Women property rights

Nyakato receives justice for her stolen household property

The UGANET quarterly report of October to December 2010 shows that 67 percent of human rights violation cases brought to its field legal officers in the five districts of operation were reported by women. This means that HIV/AIDS-related discrimination and human rights violations affect women most.

In Masindi district for example, over 50 cases were reported in the year 2010, but between October and December, 11 cases were reported by females against 5 reported by male clients.

One of these cases was that of Joan Nyakato, a blind widow from Kisindizi village in Karujubu sub-county. The 41-year-old mother of four was facing harassment from her co-wife and her husband’s relatives over land she had inherited from her late husband.

“My husband decided to divide the land when his health started failing. He called local officials, family members and neighbours and the land was divided and everything was put in writing. He had given me 7-acres but his relatives later laid claim to part of the land and I was left with about 6 and a half. Still the wrangles never stopped, they kept harassing me and saying I should leave and go back to my family,” she narrates in a frail voice.

She is seated on her shabby bed, the only piece of furniture in her leaking grass-thatched hut. The holes in the wall could be mistaken for ventilators, but they are the manifestation of a household with no concrete pillar. Her two-year-old daughter, Karungi, sits on her lap, wanting to be cuddled. It is like mother and daughter are trying to shelter each other from the chill of the rainy morning, since tatters are all they have for clothing.
Nyakato is living with HIV. But her immediate worries are far from her health; rather, she is more concerned with keeping her land, for her children’s future.

She relates that after her husband had passed on, she visited Masindi hospital for check up, having been in ill-health for a while. That is when she was confirmed to be HIV positive. She didn’t seek treatment then, and about 8 years ago, became very sick to the extent that she lost her sight.

One would expect neighbours and family to a support a person in her situation. Instead, they took advantage of her vulnerability.
“Since I couldn’t grow any food on my own, some of my neighbours and family requested to grow some crops on my land and I allowed them. But as I grew weak, I asked that at least they give me some food or money in payment for using the land. None of them heeded my pleas,” she says.

Luckily by that time, Nyakato had started attending the TASO clinic at the Masindi centre. In a counseling session one day, she shared her problems with her counselor, Berina Kamahoro. The counselor explains, “Nyakato was brought to the clinic by her young son. But when I started talking to her in a counseling session I realised she had more than one problem. She told me she was facing harassment back home, over land. And we referred that case to our partners at UGANET.”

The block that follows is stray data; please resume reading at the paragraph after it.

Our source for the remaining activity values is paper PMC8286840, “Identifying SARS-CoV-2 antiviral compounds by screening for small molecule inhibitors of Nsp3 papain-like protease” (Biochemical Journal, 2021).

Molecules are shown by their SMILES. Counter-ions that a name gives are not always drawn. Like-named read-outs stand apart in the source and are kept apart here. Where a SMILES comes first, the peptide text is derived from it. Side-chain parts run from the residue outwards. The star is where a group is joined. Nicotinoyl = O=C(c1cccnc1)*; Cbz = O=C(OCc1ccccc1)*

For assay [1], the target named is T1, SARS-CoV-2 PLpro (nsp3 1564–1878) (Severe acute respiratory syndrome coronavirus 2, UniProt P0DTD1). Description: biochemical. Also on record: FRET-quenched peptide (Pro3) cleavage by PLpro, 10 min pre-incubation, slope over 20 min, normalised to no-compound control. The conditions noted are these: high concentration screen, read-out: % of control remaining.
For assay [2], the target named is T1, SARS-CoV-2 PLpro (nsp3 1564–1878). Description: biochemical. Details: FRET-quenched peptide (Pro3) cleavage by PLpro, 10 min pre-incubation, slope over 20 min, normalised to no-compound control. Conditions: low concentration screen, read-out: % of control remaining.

The UGANET officials wrote summons to the invaders, the rest of the family and some members of the community and the land issue was resolved in a mediation session assisted by the police. Ignatius Tinka Zarugaba, the District CID officer for Masindi, explains why Nyakato’s case was unique.

“The UGANET officials came in with the brief that Nyakato was blind and she was also living with HIV. I felt that a crime had been committed against a vulnerable person, but also that this person had nobody else to fight for her rights, so we had to do our duty.”

The boundaries were reopened afresh, and the rightful owner given letters of administration for the land. But her troubles were not about to end.

Of the latest incident she says, “I came home one evening to find my mattress missing. One of the neighbors had seen the man who took it, but thought that I was in hospital and the man was helping me bring the mattress to me. When I told my neighbor that it had been stolen, he called my TASO counselor and she came together with the UGANET lawyers and the police and they helped me recover it.”

Her fifteen-year-old son, Christopher Mujuni, is the family’s breadwinner. A primary five pupil, most days he has to leave school two hours ahead of closing time, to come home and labour on people’s farms for the family’s meals. He also learns the prescriptions on his mother’s ARVs and sorts out for her what to take each day before he leaves home.

With all this difficulty though, his biggest worry is the lack of a strong shelter for the family. He thinks that this would not only help his ailing mother sleep better, but perhaps it would also make it possible for them to survive in this village longer and secure their land.

By providing free legal aid to such families as Nyakato’s, UGANET does not only make an impact on direct beneficiaries, but it has also made its mark on the larger community.

“UGANET is filing a gap, because the poor and vulnerable cannot afford legal fees. Sometimes they guide us in our investigations. Through UGANET’s work, we are able to establish whether a widow or orphan has been wronged and they are being wrongfully accused. We compare notes and are able to resolve cases amicably,” Zarugaba, the District CID officer, says.

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